Applied Checklist: OER

Findings & Rationale

The first OER I’ve identified, “Open for Everyone,” is a UDL primer and would serve as a recurring resource in a course on UDL. Its PowerPoint slides and Word doc handout are fully accessible with hierarchical headers and alt-text (except for decorative images like logos). As a page on a higher-ed institution’s library’s website, it is relatively stable.

The second OER, “Essential Accessibility for Everyone,” functions both as an accessibility textbook and a translation of complex workflows into digestible pieces that can be drawn on at least once in each of a UDL course’s modules. As an eBook, it doesn’t have any interactive features other than anchor links in its Table of Contents. However, it can be downloaded in a variety of forms including ePub, PDF, and Open Office doc, making it a resource that learners with access to many different types of technology can benefit from. In a Canvas course on UDL and digital accessibility in Canvas, I would draw from this throughout the course as one would from a textbook.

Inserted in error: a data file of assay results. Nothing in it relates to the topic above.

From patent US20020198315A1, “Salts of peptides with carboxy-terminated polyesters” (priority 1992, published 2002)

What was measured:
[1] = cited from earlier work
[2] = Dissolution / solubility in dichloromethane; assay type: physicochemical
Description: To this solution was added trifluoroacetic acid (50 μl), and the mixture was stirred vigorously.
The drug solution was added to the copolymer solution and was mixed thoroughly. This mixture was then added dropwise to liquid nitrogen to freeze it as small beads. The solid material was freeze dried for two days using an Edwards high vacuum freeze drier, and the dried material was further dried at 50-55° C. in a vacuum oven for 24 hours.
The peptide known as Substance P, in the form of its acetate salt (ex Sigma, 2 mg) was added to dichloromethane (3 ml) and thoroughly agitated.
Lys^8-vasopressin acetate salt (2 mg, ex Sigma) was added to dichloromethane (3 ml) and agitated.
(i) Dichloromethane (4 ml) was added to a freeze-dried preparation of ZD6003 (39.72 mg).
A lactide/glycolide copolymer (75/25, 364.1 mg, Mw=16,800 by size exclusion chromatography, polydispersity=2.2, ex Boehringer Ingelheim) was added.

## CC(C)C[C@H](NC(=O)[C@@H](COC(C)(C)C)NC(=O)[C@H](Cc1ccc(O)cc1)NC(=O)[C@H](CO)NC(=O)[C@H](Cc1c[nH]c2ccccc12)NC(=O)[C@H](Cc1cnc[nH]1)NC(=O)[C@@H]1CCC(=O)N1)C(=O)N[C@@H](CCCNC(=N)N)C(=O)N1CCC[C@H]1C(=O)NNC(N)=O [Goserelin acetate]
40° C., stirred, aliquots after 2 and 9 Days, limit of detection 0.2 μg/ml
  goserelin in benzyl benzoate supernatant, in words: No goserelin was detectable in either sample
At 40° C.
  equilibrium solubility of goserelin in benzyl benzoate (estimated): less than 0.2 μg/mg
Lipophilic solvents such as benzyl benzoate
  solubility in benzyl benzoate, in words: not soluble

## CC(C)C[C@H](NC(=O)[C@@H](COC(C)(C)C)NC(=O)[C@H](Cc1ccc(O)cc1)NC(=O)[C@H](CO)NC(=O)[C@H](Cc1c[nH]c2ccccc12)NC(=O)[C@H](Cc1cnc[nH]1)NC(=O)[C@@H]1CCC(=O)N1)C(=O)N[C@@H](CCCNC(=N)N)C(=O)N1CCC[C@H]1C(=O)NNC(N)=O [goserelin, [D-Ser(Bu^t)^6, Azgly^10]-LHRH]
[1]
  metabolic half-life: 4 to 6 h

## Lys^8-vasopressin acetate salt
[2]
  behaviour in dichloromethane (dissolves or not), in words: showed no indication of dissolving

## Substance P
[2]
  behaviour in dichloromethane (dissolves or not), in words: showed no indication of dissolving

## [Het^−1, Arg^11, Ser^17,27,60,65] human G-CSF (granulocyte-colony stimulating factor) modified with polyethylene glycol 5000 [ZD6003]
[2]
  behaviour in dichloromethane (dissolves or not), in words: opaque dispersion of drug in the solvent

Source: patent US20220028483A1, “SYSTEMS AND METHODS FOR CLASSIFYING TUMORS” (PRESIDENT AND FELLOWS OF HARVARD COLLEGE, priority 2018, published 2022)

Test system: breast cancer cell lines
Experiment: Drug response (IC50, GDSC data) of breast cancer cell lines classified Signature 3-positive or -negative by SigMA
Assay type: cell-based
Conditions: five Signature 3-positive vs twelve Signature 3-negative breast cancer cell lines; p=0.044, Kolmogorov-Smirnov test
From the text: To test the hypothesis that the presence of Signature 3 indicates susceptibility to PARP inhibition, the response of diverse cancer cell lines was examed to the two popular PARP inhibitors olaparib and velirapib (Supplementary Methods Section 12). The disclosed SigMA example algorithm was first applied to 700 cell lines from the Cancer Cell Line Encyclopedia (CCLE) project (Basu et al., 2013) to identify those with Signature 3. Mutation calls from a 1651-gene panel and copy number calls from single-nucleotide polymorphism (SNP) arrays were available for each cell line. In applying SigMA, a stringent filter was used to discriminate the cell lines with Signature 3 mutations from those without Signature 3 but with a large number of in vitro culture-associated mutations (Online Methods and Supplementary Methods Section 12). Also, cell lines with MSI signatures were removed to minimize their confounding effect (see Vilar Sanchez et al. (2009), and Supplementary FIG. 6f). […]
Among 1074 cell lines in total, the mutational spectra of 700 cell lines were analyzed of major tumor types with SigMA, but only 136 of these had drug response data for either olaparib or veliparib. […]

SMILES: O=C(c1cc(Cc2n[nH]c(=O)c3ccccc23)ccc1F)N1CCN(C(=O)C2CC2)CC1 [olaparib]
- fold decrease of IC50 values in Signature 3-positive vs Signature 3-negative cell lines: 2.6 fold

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By Adam Engel. This work is licensed under a Creative Commons Attribution-NonCommercial-ShareAlike 4.0 International License. Header image "Sumi-e Mountain Landscape" by BabakoSen.